News & Events

This is New Hampshire Audubon’s Rare Bird Alert for Monday, June 21st, 2021

This is New Hampshire Audubon’s Rare Bird Alert for Monday, June 21st, 2021.

MISSISSIPPI KITES continue to be seen in Durham, Newmarket, Greenland, and Stratham.

A BLACK VULTURE was seen in Milford on June 19th, and 2 were reported from Candia on the 21st.

A family of 3 SANDHILL CRANES continues to be seen in Monroe and were last reported on June 8th.

A pair of RED-HEADED WOODPECKERS is nesting in Bear Brook State Park and was last reported on June 16th.

A RAZORBILL was seen at the Isles of Shoals on June 19, 2021. (Web image)

An ARCTIC TERN was seen at the Isles of Shoals on June 15th, and a RAZORBILL was seen there on the 19th.

2 MOURNING WARBLERS were reported from the Granite Lake headwaters in Stoddard on June 16th.

Several BICKNELL’S THRUSHES were reported from the Caps Ridge Trail off of Jefferson Notch Road in the White Mountains on June 20th.

A GREATER YELLOWLEGS was seen at the Pickering Ponds in Rochester on June 17th and 18th.

A SOLITARY SANDPIPER was seen at the Cranberry Meadow Pond trail in Peterborough on June 17th.

A SEMIPALMATED PLOVER was seen in Rochester again on June 16th.

Several PIPING PLOVER and LEAST TERN chicks have been reported from Hampton Beach and Seabrook Beach. If you visit these beaches, tread carefully as these birds can be difficult to see and are sensitive to disturbance.

A YELLOW-BILLED CUCKOO was heard in North Conway on June 16th.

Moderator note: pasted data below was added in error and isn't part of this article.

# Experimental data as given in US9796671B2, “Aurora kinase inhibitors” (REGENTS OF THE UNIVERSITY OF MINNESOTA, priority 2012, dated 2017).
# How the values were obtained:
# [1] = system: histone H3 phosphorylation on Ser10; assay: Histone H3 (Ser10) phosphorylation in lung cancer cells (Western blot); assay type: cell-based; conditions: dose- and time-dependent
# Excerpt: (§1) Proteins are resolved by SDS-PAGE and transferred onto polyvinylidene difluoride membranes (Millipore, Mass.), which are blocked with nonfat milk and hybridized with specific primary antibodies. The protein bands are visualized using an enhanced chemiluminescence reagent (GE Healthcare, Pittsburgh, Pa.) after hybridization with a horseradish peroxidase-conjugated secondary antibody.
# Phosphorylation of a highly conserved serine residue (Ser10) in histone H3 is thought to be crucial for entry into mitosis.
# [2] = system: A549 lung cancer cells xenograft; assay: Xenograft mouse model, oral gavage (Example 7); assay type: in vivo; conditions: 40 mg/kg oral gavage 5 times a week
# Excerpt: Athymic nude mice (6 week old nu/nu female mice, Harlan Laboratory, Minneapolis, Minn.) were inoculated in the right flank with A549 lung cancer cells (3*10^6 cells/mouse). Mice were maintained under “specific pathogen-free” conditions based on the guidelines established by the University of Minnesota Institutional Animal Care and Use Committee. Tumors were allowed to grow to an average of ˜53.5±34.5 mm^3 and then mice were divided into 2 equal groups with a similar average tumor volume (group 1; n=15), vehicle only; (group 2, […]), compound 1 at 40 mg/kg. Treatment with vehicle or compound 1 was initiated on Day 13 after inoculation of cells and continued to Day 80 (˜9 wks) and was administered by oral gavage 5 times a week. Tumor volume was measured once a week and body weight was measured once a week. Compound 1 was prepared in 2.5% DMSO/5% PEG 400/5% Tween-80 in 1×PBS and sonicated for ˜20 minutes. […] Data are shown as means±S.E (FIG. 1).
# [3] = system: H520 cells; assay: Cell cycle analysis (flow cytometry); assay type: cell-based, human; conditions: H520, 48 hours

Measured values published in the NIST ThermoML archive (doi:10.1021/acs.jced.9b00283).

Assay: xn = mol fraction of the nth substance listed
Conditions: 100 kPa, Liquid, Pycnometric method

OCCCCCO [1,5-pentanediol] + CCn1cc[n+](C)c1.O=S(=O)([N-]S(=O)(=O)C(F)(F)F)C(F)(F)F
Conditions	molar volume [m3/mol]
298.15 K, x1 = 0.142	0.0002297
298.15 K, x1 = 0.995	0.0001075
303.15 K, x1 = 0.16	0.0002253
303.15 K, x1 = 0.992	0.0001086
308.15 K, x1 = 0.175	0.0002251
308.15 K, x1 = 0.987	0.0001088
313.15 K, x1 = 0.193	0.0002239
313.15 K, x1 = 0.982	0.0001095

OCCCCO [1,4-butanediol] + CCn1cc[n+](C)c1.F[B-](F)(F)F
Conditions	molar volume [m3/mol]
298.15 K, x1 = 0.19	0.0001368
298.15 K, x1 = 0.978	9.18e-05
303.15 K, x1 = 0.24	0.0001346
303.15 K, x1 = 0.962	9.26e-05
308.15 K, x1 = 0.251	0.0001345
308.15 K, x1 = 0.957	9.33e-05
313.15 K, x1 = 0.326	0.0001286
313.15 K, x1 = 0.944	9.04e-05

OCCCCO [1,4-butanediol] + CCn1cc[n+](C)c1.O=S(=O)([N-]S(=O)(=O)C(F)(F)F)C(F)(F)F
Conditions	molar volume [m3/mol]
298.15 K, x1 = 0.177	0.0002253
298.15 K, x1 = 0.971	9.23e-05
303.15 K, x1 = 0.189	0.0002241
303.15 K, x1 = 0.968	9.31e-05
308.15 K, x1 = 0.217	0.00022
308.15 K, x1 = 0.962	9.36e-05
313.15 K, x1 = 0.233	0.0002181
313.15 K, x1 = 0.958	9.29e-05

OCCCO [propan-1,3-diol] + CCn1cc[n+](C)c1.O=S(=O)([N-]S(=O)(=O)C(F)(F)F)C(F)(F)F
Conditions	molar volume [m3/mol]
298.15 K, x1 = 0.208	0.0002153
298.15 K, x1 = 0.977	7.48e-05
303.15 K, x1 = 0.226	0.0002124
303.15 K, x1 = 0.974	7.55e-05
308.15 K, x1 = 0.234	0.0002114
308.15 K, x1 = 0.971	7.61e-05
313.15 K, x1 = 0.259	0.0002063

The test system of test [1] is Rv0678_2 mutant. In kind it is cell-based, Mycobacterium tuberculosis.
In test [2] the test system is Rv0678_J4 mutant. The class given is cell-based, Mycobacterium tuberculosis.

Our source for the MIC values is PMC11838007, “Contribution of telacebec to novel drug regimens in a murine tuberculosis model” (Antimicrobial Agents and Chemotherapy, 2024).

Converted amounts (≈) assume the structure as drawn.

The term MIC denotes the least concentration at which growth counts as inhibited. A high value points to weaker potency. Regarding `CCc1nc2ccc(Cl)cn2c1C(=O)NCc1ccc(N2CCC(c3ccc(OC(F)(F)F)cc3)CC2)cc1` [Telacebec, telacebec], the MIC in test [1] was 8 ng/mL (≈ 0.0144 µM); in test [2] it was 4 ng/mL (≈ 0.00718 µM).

COMMON NIGHTHAWK nests have been discovered in Concord and Keene.

This message is also available by phone recording: call (603) 224-9909 and press 4 as directed or ask to be transferred. If you have seen any interesting birds recently, you can leave a message at the end of the recording or send your sightings to the RBA via email. Please put either “bird sighting” or “Rare Bird Alert” in the subject line and be sure to include your mailing address and phone number.

Thanks very much and good birding.

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Founded in 1914, NH Audubon’s mission is to protect New Hampshire’s natural environment for wildlife and for people. It is an independent statewide membership organization with four nature centers throughout the state. Expert educators give programs to children, families, and adults at centers and in schools. Staff biologists and volunteers conduct bird conservation efforts such as the Peregrine Falcon restoration. NH Audubon protects thousands of acres of wildlife habitat and is a voice for sound public policy on environmental issues. For information on NH Audubon, including membership, volunteering, programs, sanctuaries, and publications, call 224-9909, or visit www.nhaudubon.org.